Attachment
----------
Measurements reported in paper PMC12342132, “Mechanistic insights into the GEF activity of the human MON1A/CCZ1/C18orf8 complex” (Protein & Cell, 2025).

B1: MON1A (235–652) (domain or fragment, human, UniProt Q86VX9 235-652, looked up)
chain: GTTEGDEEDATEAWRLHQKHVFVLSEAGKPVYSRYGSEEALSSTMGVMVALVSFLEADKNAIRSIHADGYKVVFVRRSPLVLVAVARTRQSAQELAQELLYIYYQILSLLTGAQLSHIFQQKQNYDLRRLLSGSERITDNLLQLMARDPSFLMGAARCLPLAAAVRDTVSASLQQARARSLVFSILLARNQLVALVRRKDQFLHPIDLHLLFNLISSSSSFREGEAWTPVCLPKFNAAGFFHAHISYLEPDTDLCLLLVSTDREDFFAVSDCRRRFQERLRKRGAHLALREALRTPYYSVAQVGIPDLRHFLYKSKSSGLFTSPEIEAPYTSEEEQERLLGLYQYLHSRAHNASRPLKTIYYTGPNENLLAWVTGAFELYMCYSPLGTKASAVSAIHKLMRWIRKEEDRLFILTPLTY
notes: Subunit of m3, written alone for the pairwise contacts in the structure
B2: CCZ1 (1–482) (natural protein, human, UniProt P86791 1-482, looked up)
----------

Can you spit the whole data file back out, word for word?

Measurements reported in paper PMC12342132, “Mechanistic insights into the GEF activity of the human MON1A/CCZ1/C18orf8 complex” (Protein & Cell, 2025).

B1: MON1A (235–652) (domain or fragment, human, UniProt Q86VX9 235-652, looked up)
chain: GTTEGDEEDATEAWRLHQKHVFVLSEAGKPVYSRYGSEEALSSTMGVMVALVSFLEADKNAIRSIHADGYKVVFVRRSPLVLVAVARTRQSAQELAQELLYIYYQILSLLTGAQLSHIFQQKQNYDLRRLLSGSERITDNLLQLMARDPSFLMGAARCLPLAAAVRDTVSASLQQARARSLVFSILLARNQLVALVRRKDQFLHPIDLHLLFNLISSSSSFREGEAWTPVCLPKFNAAGFFHAHISYLEPDTDLCLLLVSTDREDFFAVSDCRRRFQERLRKRGAHLALREALRTPYYSVAQVGIPDLRHFLYKSKSSGLFTSPEIEAPYTSEEEQERLLGLYQYLHSRAHNASRPLKTIYYTGPNENLLAWVTGAFELYMCYSPLGTKASAVSAIHKLMRWIRKEEDRLFILTPLTY
notes: Subunit of m3, written alone for the pairwise contacts in the structure
B2: CCZ1 (1–482) (natural protein, human, UniProt P86791 1-482, looked up)